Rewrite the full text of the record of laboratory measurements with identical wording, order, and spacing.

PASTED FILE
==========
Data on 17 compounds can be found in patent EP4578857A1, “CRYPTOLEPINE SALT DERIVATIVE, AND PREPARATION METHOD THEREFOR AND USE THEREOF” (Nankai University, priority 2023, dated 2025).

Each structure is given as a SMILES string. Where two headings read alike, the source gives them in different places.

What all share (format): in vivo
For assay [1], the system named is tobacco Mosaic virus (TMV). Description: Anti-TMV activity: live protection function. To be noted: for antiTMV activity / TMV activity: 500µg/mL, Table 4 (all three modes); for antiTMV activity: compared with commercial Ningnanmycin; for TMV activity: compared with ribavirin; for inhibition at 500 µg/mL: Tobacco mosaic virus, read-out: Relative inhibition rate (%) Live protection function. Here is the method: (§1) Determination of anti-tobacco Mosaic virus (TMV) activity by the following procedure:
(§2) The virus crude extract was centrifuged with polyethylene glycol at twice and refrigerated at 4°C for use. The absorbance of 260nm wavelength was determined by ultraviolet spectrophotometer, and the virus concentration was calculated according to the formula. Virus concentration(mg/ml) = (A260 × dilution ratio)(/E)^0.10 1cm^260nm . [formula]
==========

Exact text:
Data on 17 compounds can be found in patent EP4578857A1, “CRYPTOLEPINE SALT DERIVATIVE, AND PREPARATION METHOD THEREFOR AND USE THEREOF” (Nankai University, priority 2023, dated 2025).

Each structure is given as a SMILES string. Where two headings read alike, the source gives them in different places.

What all share (format): in vivo
For assay [1], the system named is tobacco Mosaic virus (TMV). Description: Anti-TMV activity: live protection function. To be noted: for antiTMV activity / TMV activity: 500µg/mL, Table 4 (all three modes); for antiTMV activity: compared with commercial Ningnanmycin; for TMV activity: compared with ribavirin; for inhibition at 500 µg/mL: Tobacco mosaic virus, read-out: Relative inhibition rate (%) Live protection function. Here is the method: (§1) Determination of anti-tobacco Mosaic virus (TMV) activity by the following procedure:
(§2) The virus crude extract was centrifuged with polyethylene glycol at twice and refrigerated at 4°C for use. The absorbance of 260nm wavelength was determined by ultraviolet spectrophotometer, and the virus concentration was calculated according to the formula. Virus concentration(mg/ml) = (A260 × dilution ratio)(/E)^0.10 1cm^260nm . [formula]